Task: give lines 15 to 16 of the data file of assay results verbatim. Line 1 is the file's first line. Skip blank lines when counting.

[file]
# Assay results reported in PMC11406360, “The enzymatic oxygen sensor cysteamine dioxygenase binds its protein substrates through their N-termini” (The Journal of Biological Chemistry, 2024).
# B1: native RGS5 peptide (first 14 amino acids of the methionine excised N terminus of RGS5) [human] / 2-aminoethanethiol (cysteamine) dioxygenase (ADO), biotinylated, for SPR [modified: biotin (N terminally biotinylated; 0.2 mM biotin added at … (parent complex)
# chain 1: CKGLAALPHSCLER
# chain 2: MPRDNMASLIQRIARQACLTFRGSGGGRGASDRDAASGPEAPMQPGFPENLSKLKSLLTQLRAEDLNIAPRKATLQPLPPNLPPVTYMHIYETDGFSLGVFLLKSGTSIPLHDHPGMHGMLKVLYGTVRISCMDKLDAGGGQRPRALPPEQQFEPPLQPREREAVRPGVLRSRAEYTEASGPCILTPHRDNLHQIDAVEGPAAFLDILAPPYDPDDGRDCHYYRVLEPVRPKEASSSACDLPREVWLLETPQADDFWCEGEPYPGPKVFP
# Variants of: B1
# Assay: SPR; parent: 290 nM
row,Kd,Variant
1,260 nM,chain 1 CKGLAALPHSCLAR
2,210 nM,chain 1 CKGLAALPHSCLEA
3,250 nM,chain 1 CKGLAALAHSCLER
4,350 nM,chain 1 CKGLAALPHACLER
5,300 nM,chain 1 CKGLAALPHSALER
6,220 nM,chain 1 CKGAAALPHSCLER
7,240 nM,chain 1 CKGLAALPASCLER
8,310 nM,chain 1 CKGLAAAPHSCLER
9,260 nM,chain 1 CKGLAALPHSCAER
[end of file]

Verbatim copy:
8,310 nM,chain 1 CKGLAAAPHSCLER
9,260 nM,chain 1 CKGLAALPHSCAER